SmartMoney Magazine has a few good networking tips in its last issue, where they quoted Julia E. Hubbel saying:
Communicate your intense enthusiasm for your product or service. For
most entrepreneurs, this is an easy task. "You have to be passionate
about what you do," says Jaki Baskow, owner of Baskow & Associates,
a Las Vegas event-planning firm. She’s currently playing the Hollywood
card, raving to people that her company has now branched out and is
training celebrities to be public speakers (clients so far include
Wayne Newton, Goldie Hawn and Ben Vereen). She finds that an upbeat
manner is contagious, encouraging other people to share their passion
for what they do. "It really builds momentum," she says.
Highlight a unique or unusual aspect of your business. Kimberly
Phillips of Houston runs a company that provides party planning,
interior decorating and wardrobe consulting services. The unusual part?
She only works with pregnant customers (her company is called Mommies
Projects Inc.) ? a detail that goes over well, especially when she
attends events or conferences with fellow female business owners. "It
captures women’s attention when they find out that my company caters to
expectant moms," she says.
Don’t commandeer the conversation. The most successful networkers have
charisma, which means they don’t just try to prove their own importance
? they try to make the people they talk to feel powerful, too. "People
who have charisma make you feel special," says Hubbel. When you strike
up a conversation, make sure the person you talk to "feels like they
are on a stage and the spotlight is on them," she says. "Guide them to
topics that they want to talk about." In the end, charisma is "how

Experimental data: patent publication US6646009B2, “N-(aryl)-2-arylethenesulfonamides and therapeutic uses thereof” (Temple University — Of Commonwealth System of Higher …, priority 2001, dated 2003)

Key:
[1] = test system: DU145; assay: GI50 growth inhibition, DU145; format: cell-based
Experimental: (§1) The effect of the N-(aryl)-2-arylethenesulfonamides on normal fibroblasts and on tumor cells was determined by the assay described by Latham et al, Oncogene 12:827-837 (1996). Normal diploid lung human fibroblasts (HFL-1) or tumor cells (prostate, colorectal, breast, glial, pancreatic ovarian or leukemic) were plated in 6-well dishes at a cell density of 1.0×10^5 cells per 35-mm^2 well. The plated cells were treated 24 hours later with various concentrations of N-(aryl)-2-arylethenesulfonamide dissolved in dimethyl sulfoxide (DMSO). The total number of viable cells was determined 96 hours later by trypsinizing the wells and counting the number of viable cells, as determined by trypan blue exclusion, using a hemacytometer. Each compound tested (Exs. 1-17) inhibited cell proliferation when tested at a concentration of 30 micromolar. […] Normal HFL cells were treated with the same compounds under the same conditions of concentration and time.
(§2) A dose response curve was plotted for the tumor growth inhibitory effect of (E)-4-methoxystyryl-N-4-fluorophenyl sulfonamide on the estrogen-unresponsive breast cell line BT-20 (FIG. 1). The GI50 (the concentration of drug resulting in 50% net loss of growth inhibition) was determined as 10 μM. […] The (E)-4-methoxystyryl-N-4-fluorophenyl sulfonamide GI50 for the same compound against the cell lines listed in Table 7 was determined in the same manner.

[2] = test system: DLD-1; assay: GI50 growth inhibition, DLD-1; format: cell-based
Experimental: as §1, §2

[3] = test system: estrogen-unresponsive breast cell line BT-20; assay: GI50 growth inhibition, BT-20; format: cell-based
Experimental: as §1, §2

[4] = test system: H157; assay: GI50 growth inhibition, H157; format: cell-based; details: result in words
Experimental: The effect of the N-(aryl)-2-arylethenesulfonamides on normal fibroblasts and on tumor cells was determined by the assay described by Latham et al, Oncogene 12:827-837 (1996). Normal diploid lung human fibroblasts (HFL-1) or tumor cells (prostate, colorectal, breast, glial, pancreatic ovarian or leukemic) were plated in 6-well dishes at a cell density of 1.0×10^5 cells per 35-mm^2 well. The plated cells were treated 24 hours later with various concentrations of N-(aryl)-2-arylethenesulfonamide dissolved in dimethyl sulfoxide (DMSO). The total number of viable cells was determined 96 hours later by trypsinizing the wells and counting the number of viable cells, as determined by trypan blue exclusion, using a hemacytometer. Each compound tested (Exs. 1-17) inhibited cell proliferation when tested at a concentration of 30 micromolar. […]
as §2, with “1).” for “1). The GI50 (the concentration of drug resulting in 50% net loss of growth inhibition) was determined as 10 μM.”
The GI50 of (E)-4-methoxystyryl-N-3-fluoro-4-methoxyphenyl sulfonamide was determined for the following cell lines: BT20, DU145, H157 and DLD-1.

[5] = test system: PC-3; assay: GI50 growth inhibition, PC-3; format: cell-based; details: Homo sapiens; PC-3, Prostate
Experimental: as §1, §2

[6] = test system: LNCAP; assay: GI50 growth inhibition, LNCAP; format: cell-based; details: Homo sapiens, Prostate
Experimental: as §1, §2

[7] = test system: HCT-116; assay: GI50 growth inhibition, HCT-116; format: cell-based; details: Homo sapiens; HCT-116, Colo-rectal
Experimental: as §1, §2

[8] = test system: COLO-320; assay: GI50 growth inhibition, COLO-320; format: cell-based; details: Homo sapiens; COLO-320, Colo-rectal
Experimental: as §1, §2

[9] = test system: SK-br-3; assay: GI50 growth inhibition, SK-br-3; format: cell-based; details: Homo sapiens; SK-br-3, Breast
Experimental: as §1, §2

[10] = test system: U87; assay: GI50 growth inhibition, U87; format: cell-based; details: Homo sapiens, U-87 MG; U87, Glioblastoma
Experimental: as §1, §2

people feel when they walk away from you," she says.
Really hear what the other person is saying. "I think what’s important
is listening," says Lynn J. Griffith, president of Welcome Florida, a
travel agency in Fort Lauderdale, Fla., "I’m so enthusiastic about what
I do; it’s so much harder to talk to someone who does ? I don’t know ?
steel fabricating and try to find something interesting about it." But
stepping outside your comfort zone builds your knowledge base and often
comes in handy down the road. "Next week, you’ll hear [a client] say
‘I’m looking for someone in steel’," she says.
Keep in touch.
Collecting business cards is not enough; continuing the conversation at
later dates is critical to building a long-term relationship. "I never
lose contact with people," says Romana Djurovic, president of
ImageWest, a Las Vegas company that designs exhibits for trade shows.
Sometimes she’ll send a potential customer a news article with the
message "maybe this will interest you"; other times, she’ll use a touch
of humor and send a scrunchy ball as a stress-reliever. She’s even done
some digging to figure out customers’ birthdays, so she can send a
card. "Remind them you exist, and that you can add value to their
lives," she says.